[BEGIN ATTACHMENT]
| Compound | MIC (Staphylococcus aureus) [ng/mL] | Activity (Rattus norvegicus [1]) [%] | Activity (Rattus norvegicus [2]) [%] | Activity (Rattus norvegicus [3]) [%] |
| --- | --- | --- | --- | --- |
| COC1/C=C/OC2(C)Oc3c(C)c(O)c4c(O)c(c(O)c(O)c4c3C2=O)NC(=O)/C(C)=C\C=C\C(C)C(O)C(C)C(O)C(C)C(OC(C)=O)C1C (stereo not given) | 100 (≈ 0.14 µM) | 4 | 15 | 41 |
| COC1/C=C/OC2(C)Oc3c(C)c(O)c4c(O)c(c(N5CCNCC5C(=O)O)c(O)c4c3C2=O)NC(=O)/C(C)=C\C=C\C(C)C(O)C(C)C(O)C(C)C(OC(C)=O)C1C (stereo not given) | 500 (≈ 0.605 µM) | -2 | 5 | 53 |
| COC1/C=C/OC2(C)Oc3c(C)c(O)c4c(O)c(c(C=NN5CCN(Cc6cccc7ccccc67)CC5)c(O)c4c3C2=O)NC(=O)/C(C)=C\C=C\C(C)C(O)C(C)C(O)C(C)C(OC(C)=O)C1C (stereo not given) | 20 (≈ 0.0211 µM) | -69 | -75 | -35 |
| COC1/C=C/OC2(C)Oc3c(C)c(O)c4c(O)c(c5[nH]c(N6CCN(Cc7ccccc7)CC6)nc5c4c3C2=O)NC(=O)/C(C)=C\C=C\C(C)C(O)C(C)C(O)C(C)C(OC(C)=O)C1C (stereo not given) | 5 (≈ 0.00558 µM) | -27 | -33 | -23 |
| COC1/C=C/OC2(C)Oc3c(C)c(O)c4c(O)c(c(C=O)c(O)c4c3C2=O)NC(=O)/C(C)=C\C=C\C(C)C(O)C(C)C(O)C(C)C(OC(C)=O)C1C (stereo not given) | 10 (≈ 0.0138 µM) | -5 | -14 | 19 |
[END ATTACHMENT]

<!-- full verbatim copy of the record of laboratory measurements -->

| Compound | MIC (Staphylococcus aureus) [ng/mL] | Activity (Rattus norvegicus [1]) [%] | Activity (Rattus norvegicus [2]) [%] | Activity (Rattus norvegicus [3]) [%] |
| --- | --- | --- | --- | --- |
| COC1/C=C/OC2(C)Oc3c(C)c(O)c4c(O)c(c(O)c(O)c4c3C2=O)NC(=O)/C(C)=C\C=C\C(C)C(O)C(C)C(O)C(C)C(OC(C)=O)C1C (stereo not given) | 100 (≈ 0.14 µM) | 4 | 15 | 41 |
| COC1/C=C/OC2(C)Oc3c(C)c(O)c4c(O)c(c(N5CCNCC5C(=O)O)c(O)c4c3C2=O)NC(=O)/C(C)=C\C=C\C(C)C(O)C(C)C(O)C(C)C(OC(C)=O)C1C (stereo not given) | 500 (≈ 0.605 µM) | -2 | 5 | 53 |
| COC1/C=C/OC2(C)Oc3c(C)c(O)c4c(O)c(c(C=NN5CCN(Cc6cccc7ccccc67)CC5)c(O)c4c3C2=O)NC(=O)/C(C)=C\C=C\C(C)C(O)C(C)C(O)C(C)C(OC(C)=O)C1C (stereo not given) | 20 (≈ 0.0211 µM) | -69 | -75 | -35 |
| COC1/C=C/OC2(C)Oc3c(C)c(O)c4c(O)c(c5[nH]c(N6CCN(Cc7ccccc7)CC6)nc5c4c3C2=O)NC(=O)/C(C)=C\C=C\C(C)C(O)C(C)C(O)C(C)C(OC(C)=O)C1C (stereo not given) | 5 (≈ 0.00558 µM) | -27 | -33 | -23 |
| COC1/C=C/OC2(C)Oc3c(C)c(O)c4c(O)c(c(C=O)c(O)c4c3C2=O)NC(=O)/C(C)=C\C=C\C(C)C(O)C(C)C(O)C(C)C(OC(C)=O)C1C (stereo not given) | 10 (≈ 0.0138 µM) | -5 | -14 | 19 |